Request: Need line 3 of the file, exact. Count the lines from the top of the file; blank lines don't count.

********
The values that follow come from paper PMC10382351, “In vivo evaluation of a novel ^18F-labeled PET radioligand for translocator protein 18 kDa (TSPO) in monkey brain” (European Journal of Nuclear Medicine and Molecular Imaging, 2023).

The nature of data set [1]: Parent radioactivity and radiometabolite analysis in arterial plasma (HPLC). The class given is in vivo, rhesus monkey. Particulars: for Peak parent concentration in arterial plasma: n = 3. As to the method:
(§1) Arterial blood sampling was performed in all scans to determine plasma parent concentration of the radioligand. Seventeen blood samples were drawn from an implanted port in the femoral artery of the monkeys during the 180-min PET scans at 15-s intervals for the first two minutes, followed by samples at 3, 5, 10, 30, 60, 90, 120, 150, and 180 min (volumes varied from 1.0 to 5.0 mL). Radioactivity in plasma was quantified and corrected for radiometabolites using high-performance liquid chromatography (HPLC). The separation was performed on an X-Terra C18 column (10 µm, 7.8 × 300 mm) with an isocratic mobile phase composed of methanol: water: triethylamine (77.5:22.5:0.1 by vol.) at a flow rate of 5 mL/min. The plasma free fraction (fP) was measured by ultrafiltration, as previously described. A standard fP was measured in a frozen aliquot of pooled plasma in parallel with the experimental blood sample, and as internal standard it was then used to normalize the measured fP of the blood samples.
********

(§1) Arterial blood sampling was performed in all scans to determine plasma parent concentration of the radioligand. Seventeen blood samples were drawn from an implanted port in the femoral artery of the monkeys during the 180-min PET scans at 15-s intervals for the first two minutes, followed by samples at 3, 5, 10, 30, 60, 90, 120, 150, and 180 min (volumes varied from 1.0 to 5.0 mL). Radioactivity in plasma was quantified and corrected for radiometabolites using high-performance liquid chromatography (HPLC). The separation was performed on an X-Terra C18 column (10 µm, 7.8 × 300 mm) with an isocratic mobile phase composed of methanol: water: triethylamine (77.5:22.5:0.1 by vol.) at a flow rate of 5 mL/min. The plasma free fraction (fP) was measured by ultrafiltration, as previously described. A standard fP was measured in a frozen aliquot of pooled plasma in parallel with the experimental blood sample, and as internal standard it was then used to normalize the measured fP of the blood samples.